Validate Those Feelings And Encourage Them to Trust Themselves

Is your kid feeling extra nervous, extra clingy, next level melting down in new situations or small social gatherings? A friendly neighbor saying hi, going to Grandma’s house, going back to school? Shoot, my girl was even terrified melting down over a new slide she wanted to try but was too nervous to go down.⁠ 
Maybe your child has always been the nervous/shy type, or maybe COVID has brought on a totally new nervous/scared/shy side to your normally outgoing kid.⁠ 
Listen, we all want outgoing, social, brave kids. We’ve seen them laugh and play with kids before, and we KNOW they can do it! But not all kids feel comfortable in social situations right away, especially if it’s been a while since they’ve been in social situations. Sometimes, it takes them a moment to get comfortable – and THAT’S OK. 
Real talk: it takes us a while to get comfortable in new/social situations as adults too.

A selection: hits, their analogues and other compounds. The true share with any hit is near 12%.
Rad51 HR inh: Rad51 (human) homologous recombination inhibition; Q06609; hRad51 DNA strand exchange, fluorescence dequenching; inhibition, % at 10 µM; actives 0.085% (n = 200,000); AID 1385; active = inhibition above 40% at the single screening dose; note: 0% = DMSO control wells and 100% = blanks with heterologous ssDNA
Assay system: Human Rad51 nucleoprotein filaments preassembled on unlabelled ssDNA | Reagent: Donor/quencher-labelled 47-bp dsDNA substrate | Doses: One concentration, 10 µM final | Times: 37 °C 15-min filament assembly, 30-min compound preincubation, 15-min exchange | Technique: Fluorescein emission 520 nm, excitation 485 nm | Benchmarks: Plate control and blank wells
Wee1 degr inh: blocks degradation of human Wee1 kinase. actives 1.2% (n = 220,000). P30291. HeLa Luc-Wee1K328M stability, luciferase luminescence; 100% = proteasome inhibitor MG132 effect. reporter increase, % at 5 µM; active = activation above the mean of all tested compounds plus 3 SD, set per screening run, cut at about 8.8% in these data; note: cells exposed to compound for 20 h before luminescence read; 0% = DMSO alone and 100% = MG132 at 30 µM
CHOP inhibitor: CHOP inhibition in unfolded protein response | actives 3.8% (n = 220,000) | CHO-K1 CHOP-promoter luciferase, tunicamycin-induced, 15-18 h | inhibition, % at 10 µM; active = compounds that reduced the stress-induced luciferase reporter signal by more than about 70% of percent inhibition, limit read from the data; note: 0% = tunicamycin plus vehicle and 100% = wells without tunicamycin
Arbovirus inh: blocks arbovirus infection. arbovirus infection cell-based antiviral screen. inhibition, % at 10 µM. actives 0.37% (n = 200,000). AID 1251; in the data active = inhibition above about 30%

So, when your kid is in a new situation, or a social situation, and is clinging to you, or crying or whining, it can be REALLY tempting to push them into the situation. As an adult, we can objectively see: “this IS NO BIG DEAL, we do this all the time! Nothing is even happening; you’re going to love it!!!!!!”⁠ 
But when we pressure them to get in there and play sooner than they’re ready to, they’ll only end up feeling MORE overwhelmed and MORE nervous. They’ll cling to your leg even harder and longer.⁠ 
So instead, to get your kid over the nervous hump, and into confident mode: Let them feel exactly how they feel – without pushing them- and assure them that they have our support. In doing this, we increase their comfort level a million times over. And with that comfort, comes the confidence to get out there and play, to get out there and do the new thing.⁠ 
Be their safe person. Be their homebase. Validate those feelings and encourage them to trust themselves. 

Coach Benjamin Mizrahi. Educator. Learning Specialist. Family Coach. Father. Husband.   

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